Some time ago, I was involved in a live action role-playing organisation
, eventually leading it. Mostly people made their own padded weapons, but we also had some standard broadswords made up for monsters
, casual players etc. I will present plans for both the standard broadsword
, some of the more notable player-made weapons, and some important things to avoid...
Instead of dowel
, we typically used a fibreglass
rod for the 'spine
' of the sword. This material was intended for use in agriculture
, particularly for electric fences and where strength was not as desirable as boundary marking (plus, light farm machinery
such as quadbikes
could roll right over a fence and it would stand back up). It was available in yellow 7mm diameter or white 10mm diameter gauges, and lengths rarely exceeded 1.5m off the shelf.
NB: Care must be taken when cutting fibreglass, with regard to the nasty glass and epoxy particulate
that results - you don't want to handle or breathe powdered glass
. Cutting underwater or in oil may contain the particulate, but I cannot recommend cutting fibreglass in general. Fencepost lengths are usually about right for swords...
The first step is usually to pad up the tip of the rod with a bit of closed-cell foam
and some duct tape
. following this, the shape of the blade is cut out from more closed-cell foam - sleeping mats may be your best source of this material. Standard broadswords were made with two identical shapes, outlines matching the outer edge of the blade, and sandwiched
over the rod (the rod was taped to one side). This made a heavy, thick sword that was fairly durable and mostly safe. Player-made swords evolved to contain the rod within the layer of foam (ie; a U-shaped bit of foam with the rod filling the space) and featured a thinner layer of foam on the flat of the blade, plus a decent layer of tape. As the aerodynamics
of this design are better than round (tube foam over dowel) or double-thick foam as in the standard broadsword, flat-blade strikes were rare, although a bit painful
. The important thing
is to ensure that the rod is securely held inside the foam, as the foam will bend on impact
and a potential to be struck with the rod itself is always present (no different than with dowel or rattan in that respect). All swords were then taped up with silver duct tape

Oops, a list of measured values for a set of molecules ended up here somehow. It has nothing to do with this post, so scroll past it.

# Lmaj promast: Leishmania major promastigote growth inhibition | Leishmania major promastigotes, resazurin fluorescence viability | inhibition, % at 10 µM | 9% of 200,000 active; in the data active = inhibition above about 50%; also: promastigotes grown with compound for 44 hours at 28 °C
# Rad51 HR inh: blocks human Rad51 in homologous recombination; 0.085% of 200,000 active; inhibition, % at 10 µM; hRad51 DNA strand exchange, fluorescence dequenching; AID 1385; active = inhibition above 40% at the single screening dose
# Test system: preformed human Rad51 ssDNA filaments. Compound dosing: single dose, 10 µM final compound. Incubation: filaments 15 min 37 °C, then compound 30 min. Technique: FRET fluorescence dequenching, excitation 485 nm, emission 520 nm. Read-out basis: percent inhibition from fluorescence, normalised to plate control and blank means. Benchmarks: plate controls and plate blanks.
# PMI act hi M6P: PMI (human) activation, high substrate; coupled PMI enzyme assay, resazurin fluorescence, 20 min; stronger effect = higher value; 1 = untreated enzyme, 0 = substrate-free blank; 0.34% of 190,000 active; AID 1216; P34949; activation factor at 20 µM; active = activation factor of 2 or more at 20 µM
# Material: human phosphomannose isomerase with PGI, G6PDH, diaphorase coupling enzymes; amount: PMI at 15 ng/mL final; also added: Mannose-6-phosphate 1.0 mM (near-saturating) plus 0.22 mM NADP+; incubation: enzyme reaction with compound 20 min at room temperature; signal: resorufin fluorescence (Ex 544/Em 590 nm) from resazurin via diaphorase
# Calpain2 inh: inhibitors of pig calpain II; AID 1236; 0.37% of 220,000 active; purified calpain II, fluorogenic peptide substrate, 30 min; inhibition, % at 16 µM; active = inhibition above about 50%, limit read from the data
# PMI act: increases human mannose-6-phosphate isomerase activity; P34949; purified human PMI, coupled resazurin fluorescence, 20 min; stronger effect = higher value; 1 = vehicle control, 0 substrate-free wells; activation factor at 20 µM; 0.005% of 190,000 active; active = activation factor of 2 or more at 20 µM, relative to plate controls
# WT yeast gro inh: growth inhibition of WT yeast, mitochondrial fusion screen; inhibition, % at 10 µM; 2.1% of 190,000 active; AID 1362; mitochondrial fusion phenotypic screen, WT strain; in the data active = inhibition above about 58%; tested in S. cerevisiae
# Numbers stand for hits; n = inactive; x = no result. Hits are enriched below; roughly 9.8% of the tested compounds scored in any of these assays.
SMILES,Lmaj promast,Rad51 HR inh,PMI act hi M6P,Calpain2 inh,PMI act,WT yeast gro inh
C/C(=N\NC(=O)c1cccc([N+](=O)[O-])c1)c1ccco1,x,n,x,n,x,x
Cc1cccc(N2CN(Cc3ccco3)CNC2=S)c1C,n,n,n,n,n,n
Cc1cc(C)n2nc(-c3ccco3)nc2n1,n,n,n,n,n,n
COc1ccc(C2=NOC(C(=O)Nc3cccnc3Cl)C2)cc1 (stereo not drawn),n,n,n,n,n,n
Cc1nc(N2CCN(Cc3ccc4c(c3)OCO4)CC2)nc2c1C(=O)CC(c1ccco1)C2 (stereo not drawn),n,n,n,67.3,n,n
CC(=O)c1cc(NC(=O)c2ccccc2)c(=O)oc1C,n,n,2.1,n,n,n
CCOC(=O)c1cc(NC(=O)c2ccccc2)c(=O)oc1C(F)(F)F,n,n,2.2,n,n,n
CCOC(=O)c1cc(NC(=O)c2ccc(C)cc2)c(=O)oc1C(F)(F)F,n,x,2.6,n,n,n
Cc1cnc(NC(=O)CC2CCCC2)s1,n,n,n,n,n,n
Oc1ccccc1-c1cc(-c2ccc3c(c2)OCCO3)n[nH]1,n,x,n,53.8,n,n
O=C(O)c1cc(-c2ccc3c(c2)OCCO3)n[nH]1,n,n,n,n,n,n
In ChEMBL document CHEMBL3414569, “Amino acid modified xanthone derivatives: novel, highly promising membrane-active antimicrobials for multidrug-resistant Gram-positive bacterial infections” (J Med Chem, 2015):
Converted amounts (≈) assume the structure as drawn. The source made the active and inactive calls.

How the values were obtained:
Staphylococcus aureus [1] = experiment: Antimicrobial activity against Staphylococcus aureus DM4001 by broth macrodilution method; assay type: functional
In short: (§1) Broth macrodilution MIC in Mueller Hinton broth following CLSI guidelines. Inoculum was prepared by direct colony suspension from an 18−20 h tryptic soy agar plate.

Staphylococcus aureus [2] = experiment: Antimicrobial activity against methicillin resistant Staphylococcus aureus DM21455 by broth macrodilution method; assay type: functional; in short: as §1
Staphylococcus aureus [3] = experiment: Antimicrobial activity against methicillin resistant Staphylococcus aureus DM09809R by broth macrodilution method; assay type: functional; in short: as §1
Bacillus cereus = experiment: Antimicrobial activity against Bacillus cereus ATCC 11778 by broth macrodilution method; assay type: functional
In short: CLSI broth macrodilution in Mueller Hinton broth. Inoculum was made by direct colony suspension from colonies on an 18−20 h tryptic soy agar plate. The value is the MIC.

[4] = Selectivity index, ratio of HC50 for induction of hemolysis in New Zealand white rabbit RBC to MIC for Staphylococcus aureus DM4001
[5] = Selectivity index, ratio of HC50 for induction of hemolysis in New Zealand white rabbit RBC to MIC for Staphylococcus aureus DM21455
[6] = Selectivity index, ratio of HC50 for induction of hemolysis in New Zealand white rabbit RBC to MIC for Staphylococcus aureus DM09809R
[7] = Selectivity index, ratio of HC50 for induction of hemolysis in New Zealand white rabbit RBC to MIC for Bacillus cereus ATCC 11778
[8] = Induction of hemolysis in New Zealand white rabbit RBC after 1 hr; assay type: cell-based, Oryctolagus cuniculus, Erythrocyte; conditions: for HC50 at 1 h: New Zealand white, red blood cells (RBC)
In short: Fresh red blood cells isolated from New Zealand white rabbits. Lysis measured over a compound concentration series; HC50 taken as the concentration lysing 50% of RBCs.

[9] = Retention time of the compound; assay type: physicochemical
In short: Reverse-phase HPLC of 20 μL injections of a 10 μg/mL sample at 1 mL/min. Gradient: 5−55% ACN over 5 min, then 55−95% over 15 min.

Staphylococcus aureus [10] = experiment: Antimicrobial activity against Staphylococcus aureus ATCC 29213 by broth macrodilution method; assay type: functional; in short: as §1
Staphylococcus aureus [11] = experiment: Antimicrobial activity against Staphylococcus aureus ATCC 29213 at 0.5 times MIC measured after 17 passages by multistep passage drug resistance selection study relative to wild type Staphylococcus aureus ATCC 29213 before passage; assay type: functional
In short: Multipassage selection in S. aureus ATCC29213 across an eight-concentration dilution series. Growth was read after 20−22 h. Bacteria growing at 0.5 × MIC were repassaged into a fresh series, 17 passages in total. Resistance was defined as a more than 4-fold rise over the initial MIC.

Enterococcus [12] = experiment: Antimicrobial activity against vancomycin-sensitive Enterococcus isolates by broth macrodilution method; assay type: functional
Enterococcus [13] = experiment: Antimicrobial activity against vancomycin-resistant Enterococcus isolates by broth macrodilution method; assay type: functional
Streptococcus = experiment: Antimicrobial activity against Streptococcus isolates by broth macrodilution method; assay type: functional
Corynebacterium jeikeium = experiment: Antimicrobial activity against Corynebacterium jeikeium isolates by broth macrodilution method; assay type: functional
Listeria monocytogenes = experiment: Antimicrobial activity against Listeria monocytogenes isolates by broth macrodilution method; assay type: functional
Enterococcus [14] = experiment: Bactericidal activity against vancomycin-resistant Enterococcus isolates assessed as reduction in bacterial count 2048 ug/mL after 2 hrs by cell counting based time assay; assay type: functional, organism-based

, and hilts added.
Naturally we had our share of extremists
who had to make weapons that were a bit, well, different
. Carved closed-cell foam featured prominently, as did the tubular foam mentioned elsewhere (mostly on pole-arms). One madman had a foam-spiked basket-style hilt, with a morning-star made from a tennis ball and more foam attached by string to the hilt... which got disconnected pretty swiftly as there's not much you can do with a reverse-handed chain weapon. That particular weapon was also our first to incorporate tinted latex instead of duct tape
s also featured, as did staves
and short- or paired swords
. I had a pair of leaf-bladed swords with double-hilts - they could be held pistol-style
pistol-style and attached via cuffs to the arm to point straight out. Shortswords were usually cored with the lighter 7mm diameter fibreglass rod. A short-handled warhammer
with a head made from expanded polystyrene
worked well, although it was a bit shorter than every other weapon and was relegated to use by dwarves
(of which we had few)...
In short, fibreglass-based and closed-cell foam-padded swords were the order of the day. The materials were robust, easily sourced and versatile - there was even some recycling available, as the fibreglass seldom broke, compared to dowels.